A Utah man on Tuesday was declared factually innocent of sexually abusing a 16-year-old girl and will be paid more than $600,000 to make up for the nearly 15 years he spent behind bars for the alleged crime.
Christopher Wickham is the second Utahn in the last week to be found factually innocent of a sex crime. He was convicted in 1997 of two counts of aggravated sexual assault, after a teen girl testified that two men held her down and took turns sexually assaulting her in December 1995.
Wickham has been trying to appeal his convictions ever since. The Rocky Mountain Innocence Center took on the case in 2014, after he had been released on parole, and lawyers with Stoel Rives LLP filed a factual innocence petition on Wickham’s behalf last July.
The attorneys argued in court papers that several pieces of new evidence proved that Wickham was innocent, including medical records that showed Wickham had been at a hospital being treated for injuries from a car crash during the time period when the girl said she was sexually abused.
Court papers say Wickham met the girl and several friends at a mall on Dec. 29, 1995. The girl had run away from a youth residential treatment center, and was one of a few people who told Wickham that day that they didn't have any place to stay that night.
It was Wickham's 27th birthday, and he invited them to stay at his home and attend a party. They drank Everclear and juice, the girl testified at his trial, and at some point a group of girls "jumped" her.
After the teen was hurt, she testified, she went into Wickham’s room to lie down. A friend of Wickham’s, Robert Daniel Pliego, came into the room and began touching and kissing her, she said.
She testified that the friend then called Wickham into the room and they held her down while taking turns having sex with her.
But Wickham's attorneys say their client wasn't home during the time when the girl said she was sexually assaulted.
He had left his party to go get food, he wrote in an affidavit, but his friend ended up crashing their car into a light pole while he was "doing donuts" in an icy parking lot. Wickham, along with some of his other friends, were injured in the crash. They went back to Wickham's home briefly, but then left to seek medical treatment.
The girl reported to police days later that she had been sexually assaulted, and both Wickham and Pliego were charged with rape.
Pliego wanted to testify at Wickham's trial, court papers say, but his attorney told him not to because he was charged with the same crimes and it could affect his case. He would have told the jurors that he was the only one who had sex with the young teen, and that it had been consensual.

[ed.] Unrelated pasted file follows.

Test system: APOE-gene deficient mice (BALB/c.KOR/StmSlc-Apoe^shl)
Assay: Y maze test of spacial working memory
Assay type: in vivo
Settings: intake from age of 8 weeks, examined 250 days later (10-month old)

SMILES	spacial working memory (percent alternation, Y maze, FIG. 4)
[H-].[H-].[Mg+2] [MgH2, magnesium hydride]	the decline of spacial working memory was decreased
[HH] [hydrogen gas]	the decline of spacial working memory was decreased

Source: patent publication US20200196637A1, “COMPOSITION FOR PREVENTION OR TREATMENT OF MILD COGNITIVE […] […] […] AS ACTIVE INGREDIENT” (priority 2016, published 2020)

But after a one-day trial, jurors found Wickham guilty of two first-degree felony charges of aggravated sexual assault. He was later sentenced to a 10-year-to-life prison term.
Pliego, meanwhile, was allowed to take a plea deal, and admitted to having sexual contact with a 16 or 17 year old. He was sentenced to a zero-to-five year term.
Wickham was released from prison on parole 15 years later, in 2011. He maintained his innocence throughout that time.
His attorneys argued that Wickham could prove he was innocent with Pliego's declaration that he was alone when he had sex with the girl, paired with statements from Wickham's friends saying they were at the hospital with him.
The Utah Attorney General’s Office did not dispute Wickham’s innocence in court papers, and 3rd District Judge Royal Hansen made it official when he signed an order on Monday. The state will pay Wickham $615,960.
Blair Hodson, executive director of the Rocky Mountain Innocence Center, said Wickham was overwhelmed by the news on Tuesday and wasn’t available for an interview.
Wickham is the sixth person in Utah to be exonerated under a state law enacted in 2008 that allows convictions to be reconsidered based on new evidence.
Last Friday, a judge signed an order finding another Utah man, David Hawkins, innocent of sexually abusing his sons when they were children. Hawkins’ children have since recanted their allegations, saying they made up lies because they were upset at the way they were treated at home and how their father disciplined them. Hawkins will be paid more than $350,000 for the more than seven years he spent incarcerated.
Though Wickham’s and Hawkins’ petitions were granted close in time to one another, being found factually innocent in Utah is considered rare.
UTAHNS FOUND FACTUALLY INNOCENT
• Debra Brown, who served 17 years in prison for the 1993 shooting death of Lael Brown in Logan. Awarded more than $500,000.
• Jed Gressman was in prison for three years for an aggravated sexual assault before being cleared by DNA evidence of the crime. Awarded $220,000.
• Harry Miller served more than four years in prison for a robbery he didn’t commit. Awarded an estimated $120,000.
• Kevin Peterson was in prison for 15 years for sexual abuse of a child. Awarded $70,000.
• David Hawkins served more than seven years in prison for sexual abuse of a child. Awarded more than $350,000.
• Christopher Wickham was in prison for nearly 15 years for aggravated sexual abuse. Awarded more than $600,000.
Scott Reed, with the attorney general’s office, said these cases are tough to prove — a convicted person must show that there is new evidence that is clearly convincing.
“That is truly rare,” he said, “because our investigators are generally so thorough and so good at what they do. They go out and find everything there is to find.”
Debra Brown was the first person to be exonerated under the 2008 Utah law. After a judge declared her innocent in 2011, she was paid more than $500,000. She had been incarcerated for 17 years after being convicted of shooting her boss in the head.
Since then, a handful of men have been deemed innocent of sex abuse crimes, and one man was exonerated for a robbery he didn’t commit.